One of my sideline volunteer projects is photographing and writing the "Volunteer of the Month" profile for Friends of the Mississippi River, a local river conservation advocacy non-profit.
I got the call-up for next month and was thinking that the first Lock & Dam on the river would be a good place to do the pictures. Not only have we not used it yet, but it's right down the street. Plus, this edition will feature a volunteer couple, one of whom is an ironworker. I figured it would set the stage for some good contrasts.
For a little background, the purpose of the Lock & Dam (okay, Locks & Dam, there are two sides) is to float boats gently up or down a change in river elevation. So what they do is, if the vessel is going downstream, the change in elevation is lower so they gather the boat or boats (and it can be anything from a kayak to a grain barge) in the lock, which is sort of a big bathtub, close up the massive doors, and pump the water out until the vessel(s) are lowered down to the outlet side elevation of the river. Kind of like pulling the plug on a bathtub full of water and floating your rubber ducky from the lip down to the drain level. Except they don't pump ALL the water out, or bad things would happen. Bad things do rarely happen tho, like in the old days when a barge captain tried to leapfrog the waiting line of barges and rammed the door of the Lock, causing a huge hinge to fail and stacking up all traffic on the river for days. Rumor has it that he abandoned ship under the cover of darkness and went "inland." I've also heard tales of boats tying off the line that they are supposed to be letting out, so that as the water level recedes, the boat tips to one side and gets raked on the side of the Lock, hilarity ensuing.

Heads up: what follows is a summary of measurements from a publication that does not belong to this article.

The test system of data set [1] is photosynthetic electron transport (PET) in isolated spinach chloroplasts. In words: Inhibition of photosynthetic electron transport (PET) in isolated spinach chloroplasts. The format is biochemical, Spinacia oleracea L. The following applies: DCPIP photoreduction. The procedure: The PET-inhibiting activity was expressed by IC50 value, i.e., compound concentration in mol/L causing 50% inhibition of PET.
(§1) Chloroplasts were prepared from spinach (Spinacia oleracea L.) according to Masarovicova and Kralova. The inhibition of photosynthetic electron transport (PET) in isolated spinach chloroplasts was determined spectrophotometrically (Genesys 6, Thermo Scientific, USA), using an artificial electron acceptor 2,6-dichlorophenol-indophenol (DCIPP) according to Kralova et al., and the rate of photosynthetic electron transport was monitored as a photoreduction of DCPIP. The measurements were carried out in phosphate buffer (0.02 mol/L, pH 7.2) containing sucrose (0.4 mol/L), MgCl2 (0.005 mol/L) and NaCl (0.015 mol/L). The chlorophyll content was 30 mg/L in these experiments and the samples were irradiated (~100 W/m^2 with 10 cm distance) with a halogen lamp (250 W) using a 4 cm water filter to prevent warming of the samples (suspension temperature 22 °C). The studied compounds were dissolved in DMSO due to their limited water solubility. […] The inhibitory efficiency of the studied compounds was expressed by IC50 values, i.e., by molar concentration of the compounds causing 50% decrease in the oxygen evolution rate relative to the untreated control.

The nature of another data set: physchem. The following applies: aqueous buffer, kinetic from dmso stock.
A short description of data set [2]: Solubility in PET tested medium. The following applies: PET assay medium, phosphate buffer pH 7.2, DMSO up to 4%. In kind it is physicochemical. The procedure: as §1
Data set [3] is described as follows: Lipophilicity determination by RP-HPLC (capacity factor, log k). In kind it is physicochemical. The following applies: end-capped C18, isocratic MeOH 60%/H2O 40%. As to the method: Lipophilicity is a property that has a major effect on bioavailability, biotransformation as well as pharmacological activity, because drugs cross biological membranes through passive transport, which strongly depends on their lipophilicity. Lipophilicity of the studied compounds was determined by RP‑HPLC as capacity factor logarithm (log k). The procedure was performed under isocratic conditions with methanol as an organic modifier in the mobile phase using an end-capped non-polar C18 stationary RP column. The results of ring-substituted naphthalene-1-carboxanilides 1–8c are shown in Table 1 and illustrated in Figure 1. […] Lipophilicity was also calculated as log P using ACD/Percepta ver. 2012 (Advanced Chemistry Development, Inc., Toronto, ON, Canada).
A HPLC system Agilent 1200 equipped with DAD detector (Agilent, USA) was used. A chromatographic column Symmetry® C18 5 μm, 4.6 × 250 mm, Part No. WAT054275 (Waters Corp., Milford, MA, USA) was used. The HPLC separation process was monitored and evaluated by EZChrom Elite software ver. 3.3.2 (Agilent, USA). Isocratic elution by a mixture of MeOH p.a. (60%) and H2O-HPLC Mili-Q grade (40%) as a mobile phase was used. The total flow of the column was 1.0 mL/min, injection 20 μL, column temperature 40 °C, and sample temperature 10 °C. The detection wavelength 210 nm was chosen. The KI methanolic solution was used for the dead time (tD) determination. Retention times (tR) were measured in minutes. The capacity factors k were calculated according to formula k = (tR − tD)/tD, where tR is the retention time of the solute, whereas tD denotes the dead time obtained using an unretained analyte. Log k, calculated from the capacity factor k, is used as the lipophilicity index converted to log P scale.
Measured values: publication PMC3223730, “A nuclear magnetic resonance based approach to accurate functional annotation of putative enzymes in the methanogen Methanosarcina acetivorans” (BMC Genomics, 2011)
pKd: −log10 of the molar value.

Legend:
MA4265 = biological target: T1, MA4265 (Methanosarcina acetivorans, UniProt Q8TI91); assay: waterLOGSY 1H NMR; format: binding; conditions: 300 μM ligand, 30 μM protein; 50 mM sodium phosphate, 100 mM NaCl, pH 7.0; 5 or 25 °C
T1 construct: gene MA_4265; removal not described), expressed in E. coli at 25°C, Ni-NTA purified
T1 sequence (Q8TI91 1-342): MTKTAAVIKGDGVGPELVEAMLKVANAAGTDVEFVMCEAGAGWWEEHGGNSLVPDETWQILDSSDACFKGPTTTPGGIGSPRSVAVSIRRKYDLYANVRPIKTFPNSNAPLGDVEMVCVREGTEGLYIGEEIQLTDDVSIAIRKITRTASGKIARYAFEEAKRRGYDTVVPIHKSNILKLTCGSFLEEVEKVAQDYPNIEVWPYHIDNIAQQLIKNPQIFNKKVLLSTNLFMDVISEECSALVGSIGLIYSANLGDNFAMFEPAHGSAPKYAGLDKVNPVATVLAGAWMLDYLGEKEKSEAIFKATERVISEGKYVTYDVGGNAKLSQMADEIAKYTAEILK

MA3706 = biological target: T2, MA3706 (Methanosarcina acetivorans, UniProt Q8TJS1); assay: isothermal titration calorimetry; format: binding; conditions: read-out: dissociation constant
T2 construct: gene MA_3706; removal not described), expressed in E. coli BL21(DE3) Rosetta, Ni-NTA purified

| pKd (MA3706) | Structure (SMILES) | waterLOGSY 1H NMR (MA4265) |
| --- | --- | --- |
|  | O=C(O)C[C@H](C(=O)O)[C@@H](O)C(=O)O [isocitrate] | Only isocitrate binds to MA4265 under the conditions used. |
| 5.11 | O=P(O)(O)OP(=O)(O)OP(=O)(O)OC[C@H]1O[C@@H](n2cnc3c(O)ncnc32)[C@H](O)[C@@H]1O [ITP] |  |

It's pretty straightforward nowadays, but I have to admit it is a strange sensation to be in the big bathtub when the water is running out.
It's all about barges at the L & D. Even their Purple Martin house is a barge. Mailbox on the pilothouse, dual antennae and everything. Probably an EPIRB in case the water level gets to the top of the pole too, I suppose.
Here's the "up" side of the lock, with the bathtub ready to fill. In the background are the Ford Bridge, Ford Parkway, Ford Motor Company Plant, Ford Hydro Dam, and some bloody apartment building that snuck in under the zoning code for tall buildings on the river. Not sure what they are going to call everything after the Ford plant closes, as they say it will pretty soon.
An expert fisherman plying the big river, the Black-crowned Night Heron. Looks like he's got his eye on something.
I suppose I had better get back to scribbling out a profile, deadline's creeping up...